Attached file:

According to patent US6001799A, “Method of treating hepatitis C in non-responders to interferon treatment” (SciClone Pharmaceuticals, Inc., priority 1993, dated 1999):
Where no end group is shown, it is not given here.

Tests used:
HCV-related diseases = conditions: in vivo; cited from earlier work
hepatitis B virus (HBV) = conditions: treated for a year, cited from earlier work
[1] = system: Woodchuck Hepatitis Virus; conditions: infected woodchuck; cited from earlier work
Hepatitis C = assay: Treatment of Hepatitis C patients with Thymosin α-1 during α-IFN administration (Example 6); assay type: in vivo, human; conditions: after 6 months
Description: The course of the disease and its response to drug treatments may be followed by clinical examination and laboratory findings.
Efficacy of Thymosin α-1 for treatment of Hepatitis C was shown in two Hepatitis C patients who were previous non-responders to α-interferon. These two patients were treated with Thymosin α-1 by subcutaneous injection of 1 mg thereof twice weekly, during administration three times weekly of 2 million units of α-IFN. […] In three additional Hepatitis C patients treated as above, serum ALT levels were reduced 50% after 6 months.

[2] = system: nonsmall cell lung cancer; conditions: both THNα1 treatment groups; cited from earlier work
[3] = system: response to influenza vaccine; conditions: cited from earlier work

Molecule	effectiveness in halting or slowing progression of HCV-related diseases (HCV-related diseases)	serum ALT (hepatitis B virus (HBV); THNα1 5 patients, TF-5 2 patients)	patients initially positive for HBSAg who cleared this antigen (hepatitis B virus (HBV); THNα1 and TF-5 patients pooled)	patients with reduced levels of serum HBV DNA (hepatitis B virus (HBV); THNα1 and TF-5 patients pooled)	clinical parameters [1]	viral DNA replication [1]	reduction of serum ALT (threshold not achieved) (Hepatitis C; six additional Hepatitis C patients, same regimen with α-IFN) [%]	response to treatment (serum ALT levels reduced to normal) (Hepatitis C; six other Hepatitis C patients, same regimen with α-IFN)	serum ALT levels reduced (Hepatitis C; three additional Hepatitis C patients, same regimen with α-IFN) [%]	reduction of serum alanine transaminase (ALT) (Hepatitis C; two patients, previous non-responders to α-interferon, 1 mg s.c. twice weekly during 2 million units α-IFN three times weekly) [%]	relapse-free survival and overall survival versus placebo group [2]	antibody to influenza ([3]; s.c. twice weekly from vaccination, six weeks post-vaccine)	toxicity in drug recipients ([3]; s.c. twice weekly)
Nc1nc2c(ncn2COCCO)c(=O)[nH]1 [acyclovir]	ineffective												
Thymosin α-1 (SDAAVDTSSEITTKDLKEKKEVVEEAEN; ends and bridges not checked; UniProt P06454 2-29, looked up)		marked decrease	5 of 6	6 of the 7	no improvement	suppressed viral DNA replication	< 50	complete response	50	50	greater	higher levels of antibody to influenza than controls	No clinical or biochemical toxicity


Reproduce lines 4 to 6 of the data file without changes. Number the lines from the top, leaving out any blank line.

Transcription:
HCV-related diseases = conditions: in vivo; cited from earlier work
hepatitis B virus (HBV) = conditions: treated for a year, cited from earlier work
[1] = system: Woodchuck Hepatitis Virus; conditions: infected woodchuck; cited from earlier work